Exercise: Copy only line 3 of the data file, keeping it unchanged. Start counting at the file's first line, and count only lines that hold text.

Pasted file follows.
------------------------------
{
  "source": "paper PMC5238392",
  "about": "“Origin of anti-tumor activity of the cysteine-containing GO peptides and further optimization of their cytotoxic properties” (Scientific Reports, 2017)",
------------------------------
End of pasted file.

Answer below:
  "about": "“Origin of anti-tumor activity of the cysteine-containing GO peptides and further optimization of their cytotoxic properties” (Scientific Reports, 2017)",